Fact check: Typical Illinoisan pays $2,288 more in property taxes under Pritzker
Illinois Gov. J.B. Pritzker’s claim a rebate provides property tax relief doesn’t add up. Even after the rebate, homeowners will still have paid over $2,000 more in property taxes under Pritzker.
A campaign ad for Gov. J.B. Pritzker claims the so-called Family Relief Plan in his newest budget means “lower property taxes” thanks to a rebate, but the ad fails to mention the other $2,000 in added property taxes the average Illinoisans has paid since Pritzker took office.
Despite Illinoisans paying the second-highest property taxes in the nation, Pritzker has been touting the “tax relief” his plan provides, including the provision granting qualifying homeowners a property tax rebate up to a maximum of $300. The median rebate will be $279.
The problem is the median Illinois homeowner has paid $2,288 more in property taxes during Pritzker’s term. That means the typical homeowner will have paid $2,009 more in property taxes under Pritzker even after receiving the temporary rebate.
The ad goes on to say, “J.B. doubled the [property] tax rebate for everyone.” This claim is simply not true. While Illinois homeowners are eligible for the Illinois Property Tax Credit, which is equal to 5% of the property tax bill on their primary residence, this tax credit has no cap. For nearly half of Illinois taxpayers, this credit is worth more than $300 meaning they didn’t see their rebate doubled. The tax credit is also available annually when Illinoisans file state income taxes, while Pritzker’s tax rebate will only be issued once - during an election year.
Pritzker’s lip service to property tax relief should come as no surprise to Illinoisans. In 2019 the governor pushed for the creation of the Illinois Property Tax Relief Task Force to address political concerns a switch to a progressive income tax would do nothing to address the state’s high property tax burden. Ultimately, the task force never issued a final report or any recommendations to lower property taxes.
Pritzker has since signed no legislation that would help local governments structurally reform their biggest cost drivers or place limits on property tax increases. Local pension debt across Illinois communities amounts to $75 billion, pushing property taxes higher to pay for overpromised benefits. There have been no attempts under Pritzker’s leadership to significantly reform the state’s broken pension system.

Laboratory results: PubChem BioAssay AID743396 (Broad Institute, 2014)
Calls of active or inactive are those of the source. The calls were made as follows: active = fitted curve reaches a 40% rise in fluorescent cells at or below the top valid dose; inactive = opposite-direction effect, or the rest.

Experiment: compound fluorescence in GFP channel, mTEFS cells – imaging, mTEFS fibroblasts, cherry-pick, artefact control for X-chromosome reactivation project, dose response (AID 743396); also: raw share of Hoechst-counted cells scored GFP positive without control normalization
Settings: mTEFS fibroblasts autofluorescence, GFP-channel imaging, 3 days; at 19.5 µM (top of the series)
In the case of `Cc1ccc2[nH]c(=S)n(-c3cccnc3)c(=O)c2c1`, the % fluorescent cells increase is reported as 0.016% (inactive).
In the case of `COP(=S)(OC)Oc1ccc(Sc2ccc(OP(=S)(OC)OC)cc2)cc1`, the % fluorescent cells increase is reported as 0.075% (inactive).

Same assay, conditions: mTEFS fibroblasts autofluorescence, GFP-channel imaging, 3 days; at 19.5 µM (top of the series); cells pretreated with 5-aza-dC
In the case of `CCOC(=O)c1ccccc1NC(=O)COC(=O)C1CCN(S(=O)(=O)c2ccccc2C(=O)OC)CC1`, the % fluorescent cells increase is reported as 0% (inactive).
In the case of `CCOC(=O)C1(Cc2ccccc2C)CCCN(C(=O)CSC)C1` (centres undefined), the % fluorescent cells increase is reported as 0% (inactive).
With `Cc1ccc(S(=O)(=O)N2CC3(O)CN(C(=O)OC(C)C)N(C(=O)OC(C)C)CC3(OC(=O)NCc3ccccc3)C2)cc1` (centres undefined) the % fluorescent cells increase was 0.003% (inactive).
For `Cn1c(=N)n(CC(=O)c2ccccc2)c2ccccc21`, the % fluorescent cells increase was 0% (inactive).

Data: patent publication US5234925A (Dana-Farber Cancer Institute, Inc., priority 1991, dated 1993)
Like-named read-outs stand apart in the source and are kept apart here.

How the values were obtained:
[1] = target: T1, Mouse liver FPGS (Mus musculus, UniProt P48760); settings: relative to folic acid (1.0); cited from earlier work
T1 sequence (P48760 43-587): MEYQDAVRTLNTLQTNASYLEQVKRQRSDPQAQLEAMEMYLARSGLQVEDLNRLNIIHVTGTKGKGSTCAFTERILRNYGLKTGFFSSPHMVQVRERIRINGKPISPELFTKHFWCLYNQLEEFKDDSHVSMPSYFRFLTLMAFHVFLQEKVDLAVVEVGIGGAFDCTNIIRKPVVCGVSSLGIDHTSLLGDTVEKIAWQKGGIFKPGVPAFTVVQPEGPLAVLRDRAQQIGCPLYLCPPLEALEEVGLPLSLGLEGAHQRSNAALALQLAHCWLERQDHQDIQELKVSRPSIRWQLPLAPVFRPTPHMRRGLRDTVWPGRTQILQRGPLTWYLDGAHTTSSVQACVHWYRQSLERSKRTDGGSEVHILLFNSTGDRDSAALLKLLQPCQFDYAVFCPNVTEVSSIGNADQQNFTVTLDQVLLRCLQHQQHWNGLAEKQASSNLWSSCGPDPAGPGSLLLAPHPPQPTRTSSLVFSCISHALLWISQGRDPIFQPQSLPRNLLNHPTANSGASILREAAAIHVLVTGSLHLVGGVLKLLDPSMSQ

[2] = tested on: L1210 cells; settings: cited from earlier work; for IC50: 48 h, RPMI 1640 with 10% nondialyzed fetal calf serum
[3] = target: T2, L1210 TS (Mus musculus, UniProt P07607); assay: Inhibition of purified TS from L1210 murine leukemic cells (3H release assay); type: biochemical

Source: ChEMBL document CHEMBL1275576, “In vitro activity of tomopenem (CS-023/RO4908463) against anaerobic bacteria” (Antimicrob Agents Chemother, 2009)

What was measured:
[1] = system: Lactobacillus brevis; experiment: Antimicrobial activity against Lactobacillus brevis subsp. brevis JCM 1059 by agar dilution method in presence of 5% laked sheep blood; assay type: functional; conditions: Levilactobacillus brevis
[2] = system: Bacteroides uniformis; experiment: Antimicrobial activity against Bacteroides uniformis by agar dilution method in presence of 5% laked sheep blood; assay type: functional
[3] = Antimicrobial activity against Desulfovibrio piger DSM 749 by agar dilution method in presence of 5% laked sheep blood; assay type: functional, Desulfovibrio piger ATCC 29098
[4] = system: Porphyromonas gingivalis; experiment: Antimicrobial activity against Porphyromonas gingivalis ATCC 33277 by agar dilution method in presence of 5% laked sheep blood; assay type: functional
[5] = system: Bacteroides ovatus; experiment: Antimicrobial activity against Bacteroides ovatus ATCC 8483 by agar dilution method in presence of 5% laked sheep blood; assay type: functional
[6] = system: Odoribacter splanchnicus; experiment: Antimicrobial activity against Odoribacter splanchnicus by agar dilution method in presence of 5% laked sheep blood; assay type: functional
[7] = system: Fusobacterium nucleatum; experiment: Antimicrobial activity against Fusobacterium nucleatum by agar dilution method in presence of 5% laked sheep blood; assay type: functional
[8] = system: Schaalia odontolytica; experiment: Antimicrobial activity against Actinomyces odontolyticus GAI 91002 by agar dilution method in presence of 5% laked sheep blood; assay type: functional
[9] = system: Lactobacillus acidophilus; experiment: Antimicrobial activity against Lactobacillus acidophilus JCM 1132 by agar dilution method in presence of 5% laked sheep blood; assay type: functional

The failure of Pritzker’s task force to even issue a final report with recommendations to lower property taxes should give every Illinoisan pause over his adamant support for Amendment 1. Amendment 1, dubiously dubbed a “workers’ rights amendment” by proponents, would virtually guarantee a property tax hike of at least $2,149 during the next four years.
This is likely a conservative estimate, assuming the growth of Illinois’ property tax burden holds steady. Illinoisans can expect property taxes would grow at an even faster rate, because Amendment 1 would give Illinois government unions unprecedented bargaining powers that don’t exist in any other state. Exactly how much faster is an open question.
With Illinoisans already paying the second-highest property taxes in the nation, Amendment 1 threatens to make that burden even worse. Coupled with rising property taxes under Pritzker and his do-nothing task force, Illinoisans cannot afford to grant even more power to public sector unions.
Pritzker’s reelection ads have been misleading voters about his record on taxes by claiming he is “helping us pay less for the things we buy every day.” Despite claiming he has helped Illinoisans pay less in gas taxes, he doubled the gas tax and Illinois went from having the 10th-highest gas taxes to the second-highest in the nation. His ad also claims he “eliminated” the state’s 1% grocery tax, but the tax was only temporarily suspended until July 2023 – just in time to provide revenue for the state’s next budget.
The misleading claims Pritzker and his campaign are making are misdirects used to hide his true fiscal record. With costs increasing for gas, groceries and housing since Pritzker took office, Pritzker has offered no real relief. In fact, his 24 hikes to taxes and fees have cost Illinoisans over $5 billion during his term.
Instead of relying on Pritzker and his allies to deliver cost-savings, Illinoisans will have an opportunity to effectively vote against a guaranteed property tax increase in the form of Amendment 1 to grant themselves tax relief in November.